| Two sources I've been reading criticize the notion that biotech and GMOs are THE solution to "feed the world." The first is a paper called "Undying Promise: Agricultural Biotechnology's Pro-Poor Narrative, Ten Years on" by Dominic Glover. The second is Hope not Hype: The Future of Agriculture Guided by the International Assessment of Agricultural Knowledge, Science, and Technology for Development by Jack Heinemann (a book I HIGHLY recommend!).
Below, I've shared some quotes from each of them.
|The Heinemann book covers the IAASTD report, which was the largest and most comprehensive assessment of agriculture ever undertaken. Here's a quote I particularly like that talks about cultures around the world (including indigenous cultures and those in developing countries that we might consider to be "less advanced" than the U.S.):
Everything these cultures learnt and did is also not necessarily less sophisticated of successful than anything in modern industrial agriculture. These agricultures are therefore not to be judged as failed; each has its own history and local criteria for success. Indeed, as argued in these pages, the diversity of agricultures is itself a strength of humanity, rather than, as often implied, an artifact of societies in need of rescuing through homogenization with American or European approaches to industrial agriculture. - p. x
Among his "Key Messages" on page 1, chapter 1, Heinemann says:
1. The modern biotechnologies coming from developed countries favour large-scale farming of a small number of mega-crops. This range of crops does not fit the type and purpose of farms of subsistence and poor farmers.
6. The potential agronomic advantages of many GM crops are not realized by subsistence farmers who grow a large diversity of crops in close proximity, and GM crops make industrialized farmers and consumers vulnerable to the effects of monocropping, environmental damage from intensification, and loss of agro- and bio-diversity.
The Glover paper offers less of a clear repudiation of GMO crops, but makes it clear that while GMOs may have some successes, they are NOT the silver bullet they are often said to be. Furthermore, he cites flawed studies as one of the reasons why GMOs have been touted as such a success when in reality he believes the results of GMOs are more mixed.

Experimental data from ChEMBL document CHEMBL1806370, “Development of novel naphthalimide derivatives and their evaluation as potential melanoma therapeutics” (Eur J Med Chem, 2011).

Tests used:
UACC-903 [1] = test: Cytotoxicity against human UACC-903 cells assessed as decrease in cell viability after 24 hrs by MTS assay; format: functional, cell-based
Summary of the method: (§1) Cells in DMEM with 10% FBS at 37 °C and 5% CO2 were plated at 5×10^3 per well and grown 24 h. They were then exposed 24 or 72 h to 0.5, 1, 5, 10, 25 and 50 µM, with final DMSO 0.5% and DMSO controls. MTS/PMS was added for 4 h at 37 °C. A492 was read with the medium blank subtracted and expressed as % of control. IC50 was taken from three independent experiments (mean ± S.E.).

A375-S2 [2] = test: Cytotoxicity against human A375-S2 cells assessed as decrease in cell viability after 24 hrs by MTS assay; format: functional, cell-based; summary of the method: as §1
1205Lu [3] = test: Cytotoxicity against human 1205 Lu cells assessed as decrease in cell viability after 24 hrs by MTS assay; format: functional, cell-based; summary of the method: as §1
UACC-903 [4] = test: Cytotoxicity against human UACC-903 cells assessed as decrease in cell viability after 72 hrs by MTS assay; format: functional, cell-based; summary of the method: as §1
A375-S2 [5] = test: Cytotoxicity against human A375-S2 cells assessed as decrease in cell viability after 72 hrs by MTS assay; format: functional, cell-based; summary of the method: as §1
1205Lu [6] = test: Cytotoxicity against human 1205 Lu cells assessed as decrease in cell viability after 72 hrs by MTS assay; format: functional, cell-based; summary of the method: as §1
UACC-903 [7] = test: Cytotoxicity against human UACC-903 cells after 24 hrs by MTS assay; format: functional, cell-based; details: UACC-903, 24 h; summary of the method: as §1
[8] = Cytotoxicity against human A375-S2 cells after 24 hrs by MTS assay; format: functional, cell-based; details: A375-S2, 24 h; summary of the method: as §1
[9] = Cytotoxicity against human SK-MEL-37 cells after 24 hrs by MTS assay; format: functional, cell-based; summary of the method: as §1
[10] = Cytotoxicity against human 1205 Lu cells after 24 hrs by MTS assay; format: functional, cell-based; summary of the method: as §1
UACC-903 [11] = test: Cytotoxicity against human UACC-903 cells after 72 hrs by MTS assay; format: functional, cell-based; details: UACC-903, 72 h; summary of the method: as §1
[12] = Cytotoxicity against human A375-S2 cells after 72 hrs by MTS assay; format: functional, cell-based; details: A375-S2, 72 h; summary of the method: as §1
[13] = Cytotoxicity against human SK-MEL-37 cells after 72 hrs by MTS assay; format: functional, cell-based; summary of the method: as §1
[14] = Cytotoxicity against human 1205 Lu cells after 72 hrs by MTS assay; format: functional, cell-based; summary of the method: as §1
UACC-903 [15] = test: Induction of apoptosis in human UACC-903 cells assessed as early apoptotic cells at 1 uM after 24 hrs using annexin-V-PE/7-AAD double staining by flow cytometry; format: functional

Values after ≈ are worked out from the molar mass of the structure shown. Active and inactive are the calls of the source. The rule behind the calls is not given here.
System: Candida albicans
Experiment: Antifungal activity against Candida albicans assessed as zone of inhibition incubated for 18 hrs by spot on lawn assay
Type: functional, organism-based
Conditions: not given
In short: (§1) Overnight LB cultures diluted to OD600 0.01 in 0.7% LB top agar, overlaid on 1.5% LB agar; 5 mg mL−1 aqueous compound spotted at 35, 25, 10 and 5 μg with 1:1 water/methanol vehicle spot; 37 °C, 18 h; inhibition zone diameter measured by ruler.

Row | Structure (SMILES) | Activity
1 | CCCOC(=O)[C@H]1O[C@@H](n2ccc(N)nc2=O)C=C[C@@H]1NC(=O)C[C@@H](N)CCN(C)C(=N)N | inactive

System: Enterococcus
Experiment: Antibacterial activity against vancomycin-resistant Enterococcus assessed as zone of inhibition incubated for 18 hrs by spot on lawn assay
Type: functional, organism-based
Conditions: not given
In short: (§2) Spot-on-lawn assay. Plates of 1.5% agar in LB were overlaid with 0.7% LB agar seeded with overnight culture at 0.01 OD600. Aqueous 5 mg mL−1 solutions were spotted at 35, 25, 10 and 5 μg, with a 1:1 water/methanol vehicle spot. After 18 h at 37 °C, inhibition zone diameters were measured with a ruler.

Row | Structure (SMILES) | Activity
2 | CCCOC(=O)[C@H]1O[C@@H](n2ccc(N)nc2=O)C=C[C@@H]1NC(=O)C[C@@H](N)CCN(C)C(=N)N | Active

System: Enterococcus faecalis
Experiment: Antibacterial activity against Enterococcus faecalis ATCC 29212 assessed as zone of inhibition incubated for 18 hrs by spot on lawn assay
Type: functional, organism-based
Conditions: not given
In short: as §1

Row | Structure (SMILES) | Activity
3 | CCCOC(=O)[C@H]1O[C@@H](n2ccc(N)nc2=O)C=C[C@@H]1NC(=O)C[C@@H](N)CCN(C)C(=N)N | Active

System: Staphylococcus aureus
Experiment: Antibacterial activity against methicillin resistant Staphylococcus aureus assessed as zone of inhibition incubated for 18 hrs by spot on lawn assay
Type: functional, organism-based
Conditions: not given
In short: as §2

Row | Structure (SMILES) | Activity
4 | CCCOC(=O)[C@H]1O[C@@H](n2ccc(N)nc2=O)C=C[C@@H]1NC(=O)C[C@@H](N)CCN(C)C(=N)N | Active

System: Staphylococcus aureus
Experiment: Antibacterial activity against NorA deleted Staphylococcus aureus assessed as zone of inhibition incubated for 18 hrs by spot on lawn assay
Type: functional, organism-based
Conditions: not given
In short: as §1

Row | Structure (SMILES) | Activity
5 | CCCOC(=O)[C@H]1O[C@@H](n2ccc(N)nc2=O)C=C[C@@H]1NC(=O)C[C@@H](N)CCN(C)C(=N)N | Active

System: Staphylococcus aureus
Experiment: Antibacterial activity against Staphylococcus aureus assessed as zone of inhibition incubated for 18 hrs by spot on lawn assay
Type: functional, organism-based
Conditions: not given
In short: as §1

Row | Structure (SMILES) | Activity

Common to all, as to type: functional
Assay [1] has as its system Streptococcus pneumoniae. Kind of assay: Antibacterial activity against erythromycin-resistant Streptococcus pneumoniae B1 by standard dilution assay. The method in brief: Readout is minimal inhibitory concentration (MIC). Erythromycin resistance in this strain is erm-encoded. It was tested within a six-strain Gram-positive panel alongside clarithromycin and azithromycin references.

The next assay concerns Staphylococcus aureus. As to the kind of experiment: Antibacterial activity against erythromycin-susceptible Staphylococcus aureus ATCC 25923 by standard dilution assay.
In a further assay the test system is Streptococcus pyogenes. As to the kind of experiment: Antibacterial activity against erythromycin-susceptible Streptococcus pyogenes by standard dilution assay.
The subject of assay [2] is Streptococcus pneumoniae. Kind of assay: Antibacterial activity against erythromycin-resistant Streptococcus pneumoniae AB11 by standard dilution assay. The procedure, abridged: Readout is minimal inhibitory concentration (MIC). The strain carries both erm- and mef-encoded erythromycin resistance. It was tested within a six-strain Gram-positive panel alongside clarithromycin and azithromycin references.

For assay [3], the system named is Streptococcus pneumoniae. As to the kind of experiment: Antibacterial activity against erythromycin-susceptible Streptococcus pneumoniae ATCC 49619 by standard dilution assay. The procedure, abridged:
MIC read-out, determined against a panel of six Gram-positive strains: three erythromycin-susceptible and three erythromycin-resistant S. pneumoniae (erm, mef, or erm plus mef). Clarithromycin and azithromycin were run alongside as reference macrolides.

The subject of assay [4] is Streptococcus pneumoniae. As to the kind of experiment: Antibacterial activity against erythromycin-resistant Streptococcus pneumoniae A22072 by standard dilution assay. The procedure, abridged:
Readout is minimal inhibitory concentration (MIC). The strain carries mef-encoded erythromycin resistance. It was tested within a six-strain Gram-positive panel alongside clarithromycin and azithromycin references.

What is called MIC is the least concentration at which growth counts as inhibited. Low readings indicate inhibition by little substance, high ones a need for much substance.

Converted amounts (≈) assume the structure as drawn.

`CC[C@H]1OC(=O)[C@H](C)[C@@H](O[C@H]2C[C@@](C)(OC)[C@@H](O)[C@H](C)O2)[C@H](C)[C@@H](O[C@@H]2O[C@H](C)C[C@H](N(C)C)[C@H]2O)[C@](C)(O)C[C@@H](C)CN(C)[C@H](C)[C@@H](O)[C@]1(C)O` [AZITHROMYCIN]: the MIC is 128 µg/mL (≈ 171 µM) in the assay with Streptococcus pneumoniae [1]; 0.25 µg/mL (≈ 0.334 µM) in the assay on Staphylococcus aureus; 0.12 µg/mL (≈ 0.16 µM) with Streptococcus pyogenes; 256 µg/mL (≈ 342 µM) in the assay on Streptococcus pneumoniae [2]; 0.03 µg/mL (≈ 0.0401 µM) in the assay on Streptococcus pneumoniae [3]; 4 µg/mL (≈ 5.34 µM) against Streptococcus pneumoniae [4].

Many people and organisations have sought to promote genetically modified (GM, transgenic) crops as a 'pro-poor' technology. However, developing-country farmers experiences with GM crops have been mixed. Some farmers have certainly benefited, but others have not. Predictably, the performance and impacts of transgenic crops depend critically on a range of technical, socio-economic, and institutional factors. By themselves, genetically modified seeds are not enough to guarantee a good harvest or to create a sustainable and productive farm livelihood.
In spite of this emerging picture of complex and differentiated impacts, the simplistic narrative of GM crops as a uniformly 'pro-poor' technology has proved to be extraordinarily resilient. Why has it persisted? Part of the reason is that a substantial number of econometric studies have claimed to demonstrate that GM crops are a technological and economic success in the developing world. But methodological and presentational flaws in those studies have created a distorted picture of both the performance and the impacts of GM crops in smallholder farming contexts. This has seriously distorted public debate and impeded the development of sound, evidence-based policy.